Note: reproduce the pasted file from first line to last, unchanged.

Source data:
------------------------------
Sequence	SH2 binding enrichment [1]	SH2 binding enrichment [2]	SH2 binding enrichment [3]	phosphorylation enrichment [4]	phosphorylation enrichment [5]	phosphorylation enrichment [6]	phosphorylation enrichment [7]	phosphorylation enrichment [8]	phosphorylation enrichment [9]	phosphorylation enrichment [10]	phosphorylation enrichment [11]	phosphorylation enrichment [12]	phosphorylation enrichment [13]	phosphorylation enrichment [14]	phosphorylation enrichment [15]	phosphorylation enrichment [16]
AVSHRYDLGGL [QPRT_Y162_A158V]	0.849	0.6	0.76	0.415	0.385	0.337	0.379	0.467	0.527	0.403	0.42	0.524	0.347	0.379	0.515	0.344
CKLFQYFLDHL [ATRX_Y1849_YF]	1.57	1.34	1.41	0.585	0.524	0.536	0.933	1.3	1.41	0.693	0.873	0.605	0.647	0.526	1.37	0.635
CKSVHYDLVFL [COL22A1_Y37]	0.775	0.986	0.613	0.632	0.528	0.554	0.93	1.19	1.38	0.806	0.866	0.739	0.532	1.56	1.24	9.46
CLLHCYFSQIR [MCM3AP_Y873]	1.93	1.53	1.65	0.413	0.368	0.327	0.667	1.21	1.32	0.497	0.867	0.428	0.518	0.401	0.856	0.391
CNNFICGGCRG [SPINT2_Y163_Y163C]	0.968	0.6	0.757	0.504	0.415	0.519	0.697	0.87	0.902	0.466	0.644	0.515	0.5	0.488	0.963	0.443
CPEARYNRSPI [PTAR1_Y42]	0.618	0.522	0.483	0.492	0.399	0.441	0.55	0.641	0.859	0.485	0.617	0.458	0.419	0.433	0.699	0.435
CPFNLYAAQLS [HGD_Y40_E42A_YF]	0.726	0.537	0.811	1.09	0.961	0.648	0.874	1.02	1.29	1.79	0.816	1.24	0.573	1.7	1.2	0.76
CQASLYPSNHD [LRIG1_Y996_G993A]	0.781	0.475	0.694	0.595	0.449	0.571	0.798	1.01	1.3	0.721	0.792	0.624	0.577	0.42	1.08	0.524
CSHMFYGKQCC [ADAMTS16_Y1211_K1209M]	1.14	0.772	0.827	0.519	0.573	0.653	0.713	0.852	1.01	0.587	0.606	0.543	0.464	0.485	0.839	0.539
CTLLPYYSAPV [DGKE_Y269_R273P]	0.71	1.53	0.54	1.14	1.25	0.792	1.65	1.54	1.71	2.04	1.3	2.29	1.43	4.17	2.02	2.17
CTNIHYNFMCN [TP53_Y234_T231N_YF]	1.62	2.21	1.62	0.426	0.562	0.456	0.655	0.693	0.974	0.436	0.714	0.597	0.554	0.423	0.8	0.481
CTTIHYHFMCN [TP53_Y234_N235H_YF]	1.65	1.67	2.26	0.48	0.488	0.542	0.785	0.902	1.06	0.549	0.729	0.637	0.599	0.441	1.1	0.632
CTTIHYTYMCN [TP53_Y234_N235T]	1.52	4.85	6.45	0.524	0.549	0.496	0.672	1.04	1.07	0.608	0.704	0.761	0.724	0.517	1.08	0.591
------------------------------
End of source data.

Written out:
Sequence	SH2 binding enrichment [1]	SH2 binding enrichment [2]	SH2 binding enrichment [3]	phosphorylation enrichment [4]	phosphorylation enrichment [5]	phosphorylation enrichment [6]	phosphorylation enrichment [7]	phosphorylation enrichment [8]	phosphorylation enrichment [9]	phosphorylation enrichment [10]	phosphorylation enrichment [11]	phosphorylation enrichment [12]	phosphorylation enrichment [13]	phosphorylation enrichment [14]	phosphorylation enrichment [15]	phosphorylation enrichment [16]
AVSHRYDLGGL [QPRT_Y162_A158V]	0.849	0.6	0.76	0.415	0.385	0.337	0.379	0.467	0.527	0.403	0.42	0.524	0.347	0.379	0.515	0.344
CKLFQYFLDHL [ATRX_Y1849_YF]	1.57	1.34	1.41	0.585	0.524	0.536	0.933	1.3	1.41	0.693	0.873	0.605	0.647	0.526	1.37	0.635
CKSVHYDLVFL [COL22A1_Y37]	0.775	0.986	0.613	0.632	0.528	0.554	0.93	1.19	1.38	0.806	0.866	0.739	0.532	1.56	1.24	9.46
CLLHCYFSQIR [MCM3AP_Y873]	1.93	1.53	1.65	0.413	0.368	0.327	0.667	1.21	1.32	0.497	0.867	0.428	0.518	0.401	0.856	0.391
CNNFICGGCRG [SPINT2_Y163_Y163C]	0.968	0.6	0.757	0.504	0.415	0.519	0.697	0.87	0.902	0.466	0.644	0.515	0.5	0.488	0.963	0.443
CPEARYNRSPI [PTAR1_Y42]	0.618	0.522	0.483	0.492	0.399	0.441	0.55	0.641	0.859	0.485	0.617	0.458	0.419	0.433	0.699	0.435
CPFNLYAAQLS [HGD_Y40_E42A_YF]	0.726	0.537	0.811	1.09	0.961	0.648	0.874	1.02	1.29	1.79	0.816	1.24	0.573	1.7	1.2	0.76
CQASLYPSNHD [LRIG1_Y996_G993A]	0.781	0.475	0.694	0.595	0.449	0.571	0.798	1.01	1.3	0.721	0.792	0.624	0.577	0.42	1.08	0.524
CSHMFYGKQCC [ADAMTS16_Y1211_K1209M]	1.14	0.772	0.827	0.519	0.573	0.653	0.713	0.852	1.01	0.587	0.606	0.543	0.464	0.485	0.839	0.539
CTLLPYYSAPV [DGKE_Y269_R273P]	0.71	1.53	0.54	1.14	1.25	0.792	1.65	1.54	1.71	2.04	1.3	2.29	1.43	4.17	2.02	2.17
CTNIHYNFMCN [TP53_Y234_T231N_YF]	1.62	2.21	1.62	0.426	0.562	0.456	0.655	0.693	0.974	0.436	0.714	0.597	0.554	0.423	0.8	0.481
CTTIHYHFMCN [TP53_Y234_N235H_YF]	1.65	1.67	2.26	0.48	0.488	0.542	0.785	0.902	1.06	0.549	0.729	0.637	0.599	0.441	1.1	0.632
CTTIHYTYMCN [TP53_Y234_N235T]	1.52	4.85	6.45	0.524	0.549	0.496	0.672	1.04	1.07	0.608	0.704	0.761	0.724	0.517	1.08	0.591